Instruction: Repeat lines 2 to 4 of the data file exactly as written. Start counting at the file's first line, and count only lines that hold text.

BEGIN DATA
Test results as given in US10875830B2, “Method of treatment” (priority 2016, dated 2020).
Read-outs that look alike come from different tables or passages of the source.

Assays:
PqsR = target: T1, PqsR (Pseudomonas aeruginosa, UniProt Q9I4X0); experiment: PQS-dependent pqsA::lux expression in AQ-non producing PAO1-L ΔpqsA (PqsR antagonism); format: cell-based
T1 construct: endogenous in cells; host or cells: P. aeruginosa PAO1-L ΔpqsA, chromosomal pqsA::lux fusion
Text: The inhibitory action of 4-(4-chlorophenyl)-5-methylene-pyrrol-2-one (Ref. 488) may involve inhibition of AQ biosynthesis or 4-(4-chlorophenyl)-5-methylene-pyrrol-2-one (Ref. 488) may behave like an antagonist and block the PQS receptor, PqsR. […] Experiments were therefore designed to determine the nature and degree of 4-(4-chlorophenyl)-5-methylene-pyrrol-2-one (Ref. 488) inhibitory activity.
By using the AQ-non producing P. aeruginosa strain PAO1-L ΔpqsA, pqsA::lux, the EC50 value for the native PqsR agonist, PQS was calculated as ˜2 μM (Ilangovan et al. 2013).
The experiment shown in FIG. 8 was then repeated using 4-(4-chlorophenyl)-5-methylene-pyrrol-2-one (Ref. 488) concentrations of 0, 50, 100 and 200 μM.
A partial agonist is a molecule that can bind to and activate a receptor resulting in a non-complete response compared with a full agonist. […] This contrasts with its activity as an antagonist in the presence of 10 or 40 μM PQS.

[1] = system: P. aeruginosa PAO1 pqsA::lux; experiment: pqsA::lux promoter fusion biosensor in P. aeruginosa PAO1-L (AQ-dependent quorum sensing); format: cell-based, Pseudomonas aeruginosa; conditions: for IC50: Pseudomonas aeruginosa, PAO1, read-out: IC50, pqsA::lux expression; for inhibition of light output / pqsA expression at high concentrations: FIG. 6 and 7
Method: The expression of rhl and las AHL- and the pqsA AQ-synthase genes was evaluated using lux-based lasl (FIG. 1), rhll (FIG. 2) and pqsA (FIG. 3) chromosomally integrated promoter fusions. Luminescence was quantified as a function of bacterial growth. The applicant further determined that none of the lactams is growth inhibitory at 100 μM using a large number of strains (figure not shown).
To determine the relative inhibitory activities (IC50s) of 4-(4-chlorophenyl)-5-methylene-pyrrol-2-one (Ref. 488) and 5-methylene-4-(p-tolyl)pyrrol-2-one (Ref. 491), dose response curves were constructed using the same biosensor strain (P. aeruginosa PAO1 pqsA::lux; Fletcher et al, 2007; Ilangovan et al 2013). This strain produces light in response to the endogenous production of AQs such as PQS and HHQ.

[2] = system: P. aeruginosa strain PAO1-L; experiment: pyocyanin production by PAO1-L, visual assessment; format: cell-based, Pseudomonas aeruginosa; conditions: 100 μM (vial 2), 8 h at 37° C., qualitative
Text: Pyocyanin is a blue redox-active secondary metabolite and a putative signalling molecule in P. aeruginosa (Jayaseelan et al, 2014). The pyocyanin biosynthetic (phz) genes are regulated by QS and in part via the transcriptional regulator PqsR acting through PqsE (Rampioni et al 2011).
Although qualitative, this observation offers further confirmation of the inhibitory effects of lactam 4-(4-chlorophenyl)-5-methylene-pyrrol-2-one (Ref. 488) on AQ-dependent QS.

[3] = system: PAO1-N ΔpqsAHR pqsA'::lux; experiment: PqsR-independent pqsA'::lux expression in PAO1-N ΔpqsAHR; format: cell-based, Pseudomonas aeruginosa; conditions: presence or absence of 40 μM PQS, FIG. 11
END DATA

Read-outs that look alike come from different tables or passages of the source.

Assays:
PqsR = target: T1, PqsR (Pseudomonas aeruginosa, UniProt Q9I4X0); experiment: PQS-dependent pqsA::lux expression in AQ-non producing PAO1-L ΔpqsA (PqsR antagonism); format: cell-based